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Researchers test if Zika virus can be used to kill brain tumors

A Washington University researcher holds a piece of paper coated with tiny gold particles that can be used to test blood for Zika virus.
Provided | Washington University School of Medicine
A Washington University researcher holds a piece of paper coated with tiny gold particles that can be used to test blood for Zika virus.

St. Louis researchers have used a strain of the Zika virus to shrink highly lethal brain tumors in mice. 

The study, run by Washington University and the University of California San Diego, used 33 lab mice with glioblastoma, an aggressive form of brain cancer. Mice injected with a strain of the Zika virus lived longer and were measured to have smaller tumors than the control group, which was injected with saltwater.

Zika, which is transmitted by mosquitoes and can cause severe birth defects in humans, has been particularly devastating in several South American countries and the Caribbean. But it has an unlikely connection with glioblastoma, said Dr. Michael Diamond, a viral immunologist at Washington University in St. Louis. The stem cells that Zika targets in the brain of a developing fetus are the same types of stem cells that make glioblastoma so hard to treat.

“Even if you can remove a glioblastoma, it comes back. It’s very hard to eradicate with conventional therapy — these cancer stem cells,” Diamond said. “We opened [the mice] up, and the tumor was markedly reduced or gone in many of the animals.”

About 18,000 people in the United States are diagnosed with glioblastoma every year. This year, that number included Republican U.S. Sen. John McCain of Arizona. Ten percent of patients live for more than five years after their diagnosis.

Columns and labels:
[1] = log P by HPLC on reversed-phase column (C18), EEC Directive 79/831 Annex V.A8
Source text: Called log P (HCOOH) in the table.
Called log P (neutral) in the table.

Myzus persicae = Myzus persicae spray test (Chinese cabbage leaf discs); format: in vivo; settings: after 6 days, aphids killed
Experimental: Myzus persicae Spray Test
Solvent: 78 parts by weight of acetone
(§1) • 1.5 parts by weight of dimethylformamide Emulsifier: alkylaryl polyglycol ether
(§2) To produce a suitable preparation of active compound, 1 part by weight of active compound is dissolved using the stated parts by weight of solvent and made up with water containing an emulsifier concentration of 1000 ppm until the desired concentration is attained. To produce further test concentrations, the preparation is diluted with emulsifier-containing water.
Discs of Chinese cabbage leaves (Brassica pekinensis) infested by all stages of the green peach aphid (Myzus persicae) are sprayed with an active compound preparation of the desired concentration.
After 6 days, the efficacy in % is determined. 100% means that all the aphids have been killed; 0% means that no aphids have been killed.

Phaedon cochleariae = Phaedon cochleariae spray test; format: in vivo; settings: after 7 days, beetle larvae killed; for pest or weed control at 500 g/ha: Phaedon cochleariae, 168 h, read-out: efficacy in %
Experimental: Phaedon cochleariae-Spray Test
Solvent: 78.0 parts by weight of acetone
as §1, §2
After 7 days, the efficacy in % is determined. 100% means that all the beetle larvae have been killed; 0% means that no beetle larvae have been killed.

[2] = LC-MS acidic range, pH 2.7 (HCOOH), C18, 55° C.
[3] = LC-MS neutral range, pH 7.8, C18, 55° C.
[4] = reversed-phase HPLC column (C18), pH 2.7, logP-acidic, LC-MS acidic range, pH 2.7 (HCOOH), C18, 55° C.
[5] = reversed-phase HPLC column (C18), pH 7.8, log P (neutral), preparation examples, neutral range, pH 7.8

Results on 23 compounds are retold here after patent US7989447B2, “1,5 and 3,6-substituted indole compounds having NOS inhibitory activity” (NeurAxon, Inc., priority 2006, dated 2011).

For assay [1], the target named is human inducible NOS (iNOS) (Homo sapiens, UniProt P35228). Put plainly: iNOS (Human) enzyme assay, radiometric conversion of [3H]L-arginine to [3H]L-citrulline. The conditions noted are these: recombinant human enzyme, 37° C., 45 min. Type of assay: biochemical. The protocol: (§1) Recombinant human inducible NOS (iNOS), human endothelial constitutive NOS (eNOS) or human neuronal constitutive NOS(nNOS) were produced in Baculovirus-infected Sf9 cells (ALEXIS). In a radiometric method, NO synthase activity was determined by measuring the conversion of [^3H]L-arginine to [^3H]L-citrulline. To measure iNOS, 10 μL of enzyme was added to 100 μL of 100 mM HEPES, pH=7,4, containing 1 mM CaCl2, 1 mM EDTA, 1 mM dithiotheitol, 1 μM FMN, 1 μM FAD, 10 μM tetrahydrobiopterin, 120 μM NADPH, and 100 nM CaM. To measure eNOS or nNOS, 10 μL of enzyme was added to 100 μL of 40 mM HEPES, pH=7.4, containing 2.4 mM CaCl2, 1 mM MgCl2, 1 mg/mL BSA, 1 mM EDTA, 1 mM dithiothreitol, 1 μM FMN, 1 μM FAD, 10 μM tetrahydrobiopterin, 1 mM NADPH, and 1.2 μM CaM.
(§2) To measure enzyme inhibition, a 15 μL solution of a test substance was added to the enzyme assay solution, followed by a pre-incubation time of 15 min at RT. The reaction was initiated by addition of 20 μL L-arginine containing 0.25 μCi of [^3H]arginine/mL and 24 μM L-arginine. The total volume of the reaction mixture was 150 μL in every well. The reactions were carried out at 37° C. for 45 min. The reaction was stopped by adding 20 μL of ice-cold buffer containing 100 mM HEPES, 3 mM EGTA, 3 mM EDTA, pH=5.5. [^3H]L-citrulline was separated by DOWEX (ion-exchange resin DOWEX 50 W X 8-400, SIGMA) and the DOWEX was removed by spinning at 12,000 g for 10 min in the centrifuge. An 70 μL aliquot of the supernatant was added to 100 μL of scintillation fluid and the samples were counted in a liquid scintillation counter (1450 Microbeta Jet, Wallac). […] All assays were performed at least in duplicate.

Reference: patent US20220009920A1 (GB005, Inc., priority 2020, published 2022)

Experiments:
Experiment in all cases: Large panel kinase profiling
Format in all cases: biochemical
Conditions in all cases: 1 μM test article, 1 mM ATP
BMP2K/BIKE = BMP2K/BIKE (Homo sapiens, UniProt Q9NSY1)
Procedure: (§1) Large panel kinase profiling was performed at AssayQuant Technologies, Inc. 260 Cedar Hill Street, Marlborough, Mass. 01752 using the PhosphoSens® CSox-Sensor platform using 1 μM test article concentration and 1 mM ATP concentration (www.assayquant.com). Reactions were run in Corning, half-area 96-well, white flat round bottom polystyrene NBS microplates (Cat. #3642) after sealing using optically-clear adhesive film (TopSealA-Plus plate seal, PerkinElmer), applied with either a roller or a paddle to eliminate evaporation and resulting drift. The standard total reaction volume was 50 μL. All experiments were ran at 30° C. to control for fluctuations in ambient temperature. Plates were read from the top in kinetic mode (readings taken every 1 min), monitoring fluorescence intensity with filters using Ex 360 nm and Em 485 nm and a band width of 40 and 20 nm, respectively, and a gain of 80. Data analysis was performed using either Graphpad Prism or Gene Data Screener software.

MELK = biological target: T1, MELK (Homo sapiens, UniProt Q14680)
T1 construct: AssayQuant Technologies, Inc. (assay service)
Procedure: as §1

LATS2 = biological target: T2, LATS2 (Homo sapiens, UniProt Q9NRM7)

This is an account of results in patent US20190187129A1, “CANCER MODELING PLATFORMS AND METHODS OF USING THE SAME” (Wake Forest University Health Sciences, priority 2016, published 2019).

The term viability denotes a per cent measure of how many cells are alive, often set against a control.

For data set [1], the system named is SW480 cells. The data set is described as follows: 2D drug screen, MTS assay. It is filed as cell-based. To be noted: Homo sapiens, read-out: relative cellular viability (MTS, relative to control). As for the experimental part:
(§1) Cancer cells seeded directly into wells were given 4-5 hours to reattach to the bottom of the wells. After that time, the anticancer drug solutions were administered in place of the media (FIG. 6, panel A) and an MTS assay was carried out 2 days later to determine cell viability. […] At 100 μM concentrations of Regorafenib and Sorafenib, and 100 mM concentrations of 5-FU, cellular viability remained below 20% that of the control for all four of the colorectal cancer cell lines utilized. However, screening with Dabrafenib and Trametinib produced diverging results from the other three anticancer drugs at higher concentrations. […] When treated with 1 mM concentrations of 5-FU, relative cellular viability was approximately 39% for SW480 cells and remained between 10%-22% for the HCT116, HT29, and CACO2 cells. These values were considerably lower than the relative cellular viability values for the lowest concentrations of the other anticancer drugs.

When a post-doctoral researcher first suggested the idea of using Zika to treat glioblastoma, Diamond admits that he was hesitant. The use of viruses in cancer therapies — called oncolytic therapy — is still an emerging field. The first drug approved by the U.S. Food and Drug Administration to treat melanoma with a strain derived from the herpes virus did not improve overall survival in patients who participated in clinical trials. Several others are being studied.

“Using viruses that target the brain, to do this had some element of risk. However, there were a couple things that were on our side,” Diamond said. “We thought we might be able to not only harness it, but control it as well.”

The researchers have a long way to go. The Zika virus would need to be engineered to ensure it doesn’t spread or change after it eliminates the cancer. Then, mice would have to be induced to grow human glioblastoma tumors for further trials.

“The idea for therapy, if it gets this far, is that we would actually inject it at the time the tumor is removed, in the brain directly… to mop up the stem cells,” Diamond said. “[Those] are the real problem for recurrence, and what actually kills you.”

The study appears Tuesday in The Journal of Experimental Medicine.

Follow Durrie on Twitter: @durrieB